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Observing Faint Outer Moons

With the world’s best observing software

You won't be able to see Jupiter's satellight Himalia in moonlight, from a light-polluted location, or if is is too near to the glare of the planet. Only SkyTools finder charts use a scientific model to determine what you can see in the eyepiece, given the conditions at the time of your observation, and as seen in your own telescope. Himalia is plotted above as it would appear in an 18-inch Dob on the night of of January 22. The inset shows the same view, also with the position of Himalia centered, but on the night of January 7. The sky is too bright on this night for Himalia to be seen, so it is not drawn on the chart. Note that there are fewer stars too. 

Jupiter's Himalia and Saturn's Phoebe are bright enough to be observed in larger telescopes, but these satellites are seldom attempted because they are so challenging to find using traditional methods and software. The unique features of SkyTools can give you the edge you need to bag these elusive objects.

Success Requires Deep Charts

The SkyTools Pro Edition star database goes down to 20th magnitude, using the most reliable data available. The finder charts will display only those stars that will be visible in your eyepiece and it will match the orientation, making it a snap to identify both the field and your moon. There is no need to place field of view circles; SkyTools draws them automatically based on your telescope info.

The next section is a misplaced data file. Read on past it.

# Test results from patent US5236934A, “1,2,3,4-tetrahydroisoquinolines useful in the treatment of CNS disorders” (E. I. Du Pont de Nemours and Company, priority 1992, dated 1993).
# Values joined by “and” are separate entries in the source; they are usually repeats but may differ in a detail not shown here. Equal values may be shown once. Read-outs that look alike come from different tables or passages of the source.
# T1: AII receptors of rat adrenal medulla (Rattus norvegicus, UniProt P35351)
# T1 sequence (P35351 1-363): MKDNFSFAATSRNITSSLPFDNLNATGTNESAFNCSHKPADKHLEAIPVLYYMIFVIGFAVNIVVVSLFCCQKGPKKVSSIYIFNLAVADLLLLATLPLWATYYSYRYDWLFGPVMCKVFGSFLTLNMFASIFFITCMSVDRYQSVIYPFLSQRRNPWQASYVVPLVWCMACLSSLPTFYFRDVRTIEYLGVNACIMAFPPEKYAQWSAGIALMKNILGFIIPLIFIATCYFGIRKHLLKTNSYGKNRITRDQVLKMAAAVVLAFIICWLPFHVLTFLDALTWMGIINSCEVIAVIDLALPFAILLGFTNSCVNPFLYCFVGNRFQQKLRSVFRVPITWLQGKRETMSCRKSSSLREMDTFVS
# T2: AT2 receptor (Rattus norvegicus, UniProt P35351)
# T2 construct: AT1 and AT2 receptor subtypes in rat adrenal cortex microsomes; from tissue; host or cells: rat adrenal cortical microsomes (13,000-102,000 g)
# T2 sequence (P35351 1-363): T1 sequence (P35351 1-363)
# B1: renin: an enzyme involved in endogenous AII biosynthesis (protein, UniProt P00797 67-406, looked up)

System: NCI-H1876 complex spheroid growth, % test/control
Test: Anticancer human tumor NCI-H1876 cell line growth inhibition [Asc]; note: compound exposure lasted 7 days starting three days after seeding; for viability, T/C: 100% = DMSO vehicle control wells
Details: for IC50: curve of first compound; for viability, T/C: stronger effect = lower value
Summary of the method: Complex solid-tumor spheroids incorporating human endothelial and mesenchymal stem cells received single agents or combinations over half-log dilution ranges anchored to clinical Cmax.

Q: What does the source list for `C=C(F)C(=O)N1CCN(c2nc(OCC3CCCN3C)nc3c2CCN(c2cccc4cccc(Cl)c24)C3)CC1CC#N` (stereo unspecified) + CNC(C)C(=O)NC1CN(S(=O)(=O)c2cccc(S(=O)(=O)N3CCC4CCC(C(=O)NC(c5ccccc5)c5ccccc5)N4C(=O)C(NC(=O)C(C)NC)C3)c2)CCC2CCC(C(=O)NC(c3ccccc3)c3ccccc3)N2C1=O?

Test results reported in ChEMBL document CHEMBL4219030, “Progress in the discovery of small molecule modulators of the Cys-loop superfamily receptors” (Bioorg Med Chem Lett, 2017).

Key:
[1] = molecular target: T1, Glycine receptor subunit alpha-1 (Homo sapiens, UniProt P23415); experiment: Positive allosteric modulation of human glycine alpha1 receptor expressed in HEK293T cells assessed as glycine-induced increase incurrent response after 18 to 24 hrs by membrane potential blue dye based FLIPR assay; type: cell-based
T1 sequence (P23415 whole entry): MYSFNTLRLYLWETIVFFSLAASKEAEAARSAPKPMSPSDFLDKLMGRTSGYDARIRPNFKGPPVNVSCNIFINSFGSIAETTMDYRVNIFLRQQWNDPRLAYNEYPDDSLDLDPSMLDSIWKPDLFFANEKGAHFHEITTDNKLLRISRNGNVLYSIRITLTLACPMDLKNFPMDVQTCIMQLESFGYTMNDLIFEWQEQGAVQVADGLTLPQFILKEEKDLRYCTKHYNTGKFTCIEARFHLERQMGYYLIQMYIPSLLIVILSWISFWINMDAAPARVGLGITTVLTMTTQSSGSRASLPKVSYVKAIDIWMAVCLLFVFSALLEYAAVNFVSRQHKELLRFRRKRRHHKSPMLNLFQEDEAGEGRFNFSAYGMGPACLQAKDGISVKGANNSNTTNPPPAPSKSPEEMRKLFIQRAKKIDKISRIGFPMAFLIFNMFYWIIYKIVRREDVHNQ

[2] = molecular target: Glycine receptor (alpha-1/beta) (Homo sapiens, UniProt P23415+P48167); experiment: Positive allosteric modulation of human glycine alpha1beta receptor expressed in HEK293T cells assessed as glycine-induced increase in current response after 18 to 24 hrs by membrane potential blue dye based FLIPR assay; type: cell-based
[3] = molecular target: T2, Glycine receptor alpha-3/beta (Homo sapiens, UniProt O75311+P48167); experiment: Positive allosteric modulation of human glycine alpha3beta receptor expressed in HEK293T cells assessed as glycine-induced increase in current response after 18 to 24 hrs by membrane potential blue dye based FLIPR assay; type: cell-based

Success Requires Planning 

Spotting these moons is difficult even with a large-aperture telescope. At a minimum, success  requires the satellite to be well above the horizon, far away from the glare of the planet, and without the interference of twilight or moonlight.  The SkyTools planner uses our scientific model to tell you when your best chances are to spot the satellite, and which of your eyepieces to use.

Is my telescope large enough? 

Is my sky dark enough? 

Is the moon away from the glare of the planet? 

 

SkyTools can answers these questions. There is no need to waste your time looking on the wrong night or from your light polluted backyard if you can't reasonably expect to see it.  

SkyTools 3, because it's the astronomy that matters.

Read more about SkyTools 3